William III brought Rossis drawings and designs with him to Potsdam. He associated construction of a Russian village with memories of his beloved wife Louise, who had also passed away very early. During her life the Prussian kings family had many warm meetings with the Russian emperor. And Alexanderplatz was built in Berlin after one of such meetings in 1805.

Louise admired Alexander I to the great extent and half of Europe made jokes about it. There is a whole series of English cartoons about Louise getting fond of the Russian Tsar. Such statement, of course, has no any historical grounds. There is a letter from Louise to her husband in which she wrote that it was necessary to maintain friendly relations with such a clever monarch as the Russian emperor.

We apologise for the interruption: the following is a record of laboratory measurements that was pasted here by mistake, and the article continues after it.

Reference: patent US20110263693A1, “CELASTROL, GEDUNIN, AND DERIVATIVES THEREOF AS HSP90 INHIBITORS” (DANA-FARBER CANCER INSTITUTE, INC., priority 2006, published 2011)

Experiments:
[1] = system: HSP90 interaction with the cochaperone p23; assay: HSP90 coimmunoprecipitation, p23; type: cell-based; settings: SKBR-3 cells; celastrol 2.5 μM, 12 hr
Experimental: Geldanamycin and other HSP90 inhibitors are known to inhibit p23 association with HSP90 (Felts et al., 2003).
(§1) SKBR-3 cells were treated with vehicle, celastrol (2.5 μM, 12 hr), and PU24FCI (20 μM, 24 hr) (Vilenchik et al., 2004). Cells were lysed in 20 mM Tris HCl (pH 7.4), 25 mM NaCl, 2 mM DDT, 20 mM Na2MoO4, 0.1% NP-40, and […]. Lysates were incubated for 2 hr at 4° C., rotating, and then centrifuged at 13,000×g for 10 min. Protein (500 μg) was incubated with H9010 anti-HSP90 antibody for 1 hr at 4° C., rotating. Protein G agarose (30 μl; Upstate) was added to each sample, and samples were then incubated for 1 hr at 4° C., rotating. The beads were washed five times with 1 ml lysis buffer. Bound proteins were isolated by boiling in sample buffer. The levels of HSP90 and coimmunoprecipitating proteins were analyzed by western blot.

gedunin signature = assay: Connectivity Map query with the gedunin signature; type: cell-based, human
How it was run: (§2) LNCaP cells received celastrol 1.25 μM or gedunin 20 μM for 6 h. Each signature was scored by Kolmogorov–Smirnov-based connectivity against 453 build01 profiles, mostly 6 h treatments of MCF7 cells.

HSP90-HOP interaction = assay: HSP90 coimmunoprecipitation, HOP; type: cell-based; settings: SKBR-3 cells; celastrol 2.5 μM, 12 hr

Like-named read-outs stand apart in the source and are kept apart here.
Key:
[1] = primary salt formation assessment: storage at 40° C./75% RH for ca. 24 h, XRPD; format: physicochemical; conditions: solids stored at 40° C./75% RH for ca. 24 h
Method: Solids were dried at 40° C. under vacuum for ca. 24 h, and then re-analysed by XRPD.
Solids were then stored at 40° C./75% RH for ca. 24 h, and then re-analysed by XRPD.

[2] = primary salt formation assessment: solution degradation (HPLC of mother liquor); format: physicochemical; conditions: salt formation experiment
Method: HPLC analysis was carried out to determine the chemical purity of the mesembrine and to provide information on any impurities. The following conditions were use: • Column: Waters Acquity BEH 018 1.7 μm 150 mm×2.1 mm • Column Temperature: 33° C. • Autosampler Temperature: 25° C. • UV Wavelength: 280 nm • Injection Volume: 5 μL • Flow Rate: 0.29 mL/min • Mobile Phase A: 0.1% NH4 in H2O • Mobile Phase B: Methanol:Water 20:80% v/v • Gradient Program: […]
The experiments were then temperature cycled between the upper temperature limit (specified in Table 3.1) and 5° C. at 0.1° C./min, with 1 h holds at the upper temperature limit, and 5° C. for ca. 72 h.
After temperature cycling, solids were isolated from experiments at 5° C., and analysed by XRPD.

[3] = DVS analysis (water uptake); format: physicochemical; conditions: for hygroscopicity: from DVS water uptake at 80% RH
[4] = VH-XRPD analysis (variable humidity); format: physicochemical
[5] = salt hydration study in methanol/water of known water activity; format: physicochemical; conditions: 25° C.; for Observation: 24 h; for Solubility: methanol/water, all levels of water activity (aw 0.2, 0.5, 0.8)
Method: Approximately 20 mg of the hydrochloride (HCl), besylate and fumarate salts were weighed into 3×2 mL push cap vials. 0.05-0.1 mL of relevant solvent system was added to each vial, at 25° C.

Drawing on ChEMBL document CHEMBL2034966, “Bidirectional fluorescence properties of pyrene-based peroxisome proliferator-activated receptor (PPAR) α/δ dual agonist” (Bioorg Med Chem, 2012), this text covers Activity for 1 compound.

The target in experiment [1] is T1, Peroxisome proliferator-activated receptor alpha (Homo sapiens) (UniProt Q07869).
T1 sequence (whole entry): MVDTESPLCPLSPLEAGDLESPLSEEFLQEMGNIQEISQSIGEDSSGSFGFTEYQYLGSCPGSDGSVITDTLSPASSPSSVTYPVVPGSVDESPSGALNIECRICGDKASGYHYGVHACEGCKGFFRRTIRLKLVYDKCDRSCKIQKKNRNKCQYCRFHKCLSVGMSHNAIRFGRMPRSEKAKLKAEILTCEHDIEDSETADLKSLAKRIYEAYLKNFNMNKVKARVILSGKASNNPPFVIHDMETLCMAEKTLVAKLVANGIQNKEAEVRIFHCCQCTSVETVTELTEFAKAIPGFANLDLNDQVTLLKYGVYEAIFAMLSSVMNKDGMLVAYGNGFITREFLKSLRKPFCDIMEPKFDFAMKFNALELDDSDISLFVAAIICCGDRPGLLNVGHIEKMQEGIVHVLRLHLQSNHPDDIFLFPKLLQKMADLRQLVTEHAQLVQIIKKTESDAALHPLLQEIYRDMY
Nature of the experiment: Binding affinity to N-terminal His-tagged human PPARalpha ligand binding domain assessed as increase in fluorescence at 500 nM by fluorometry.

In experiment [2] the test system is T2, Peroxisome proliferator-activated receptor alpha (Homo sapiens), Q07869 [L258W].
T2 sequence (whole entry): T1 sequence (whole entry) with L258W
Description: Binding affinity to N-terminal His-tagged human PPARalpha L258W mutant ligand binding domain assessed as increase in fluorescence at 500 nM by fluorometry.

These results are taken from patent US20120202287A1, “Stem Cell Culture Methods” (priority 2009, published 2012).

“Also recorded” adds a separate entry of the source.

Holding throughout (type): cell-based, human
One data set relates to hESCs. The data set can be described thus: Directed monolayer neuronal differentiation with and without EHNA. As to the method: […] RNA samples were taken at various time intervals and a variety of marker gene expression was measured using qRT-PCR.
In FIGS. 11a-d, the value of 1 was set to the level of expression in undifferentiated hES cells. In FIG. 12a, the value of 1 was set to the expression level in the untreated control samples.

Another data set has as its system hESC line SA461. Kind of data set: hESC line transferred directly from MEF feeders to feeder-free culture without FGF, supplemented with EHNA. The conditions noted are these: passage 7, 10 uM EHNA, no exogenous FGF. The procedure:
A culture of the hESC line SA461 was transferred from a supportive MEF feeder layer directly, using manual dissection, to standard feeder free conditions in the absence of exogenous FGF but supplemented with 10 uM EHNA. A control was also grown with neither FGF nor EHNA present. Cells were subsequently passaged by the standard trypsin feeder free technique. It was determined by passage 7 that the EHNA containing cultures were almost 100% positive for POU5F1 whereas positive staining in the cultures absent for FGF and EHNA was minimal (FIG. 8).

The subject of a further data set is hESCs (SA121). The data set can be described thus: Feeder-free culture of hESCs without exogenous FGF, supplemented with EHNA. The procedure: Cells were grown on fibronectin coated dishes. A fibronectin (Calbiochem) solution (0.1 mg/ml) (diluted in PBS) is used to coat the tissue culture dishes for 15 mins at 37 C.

So, William III mourned two close people at once. The challenging task of building a Russian village was assigned to Peter Joseph Lenné, the royal gardener. But in fact, he used to build villas, palaces, and designed parks. He was a man of numerous talents, who made a huge contribution into development of Prussian culture in the 19th century. He had previous experience in constructing a Russian log hut, which had been built when William III decided to surprise his daughter and Russian son in law during their visit. Now this place in Berlin is called Nikolskoe - in honor of Nicholas I.

Back then technology of building log huts was not known in Prussia. Although there were wooden settlements of Lusatians, a nearly extinct Slavic nation, in Saxony, Eastern Germany. They used to build log houses, but since Saxony and Prussia were on hostile terms, such type of construction was completely unknown in Prussia.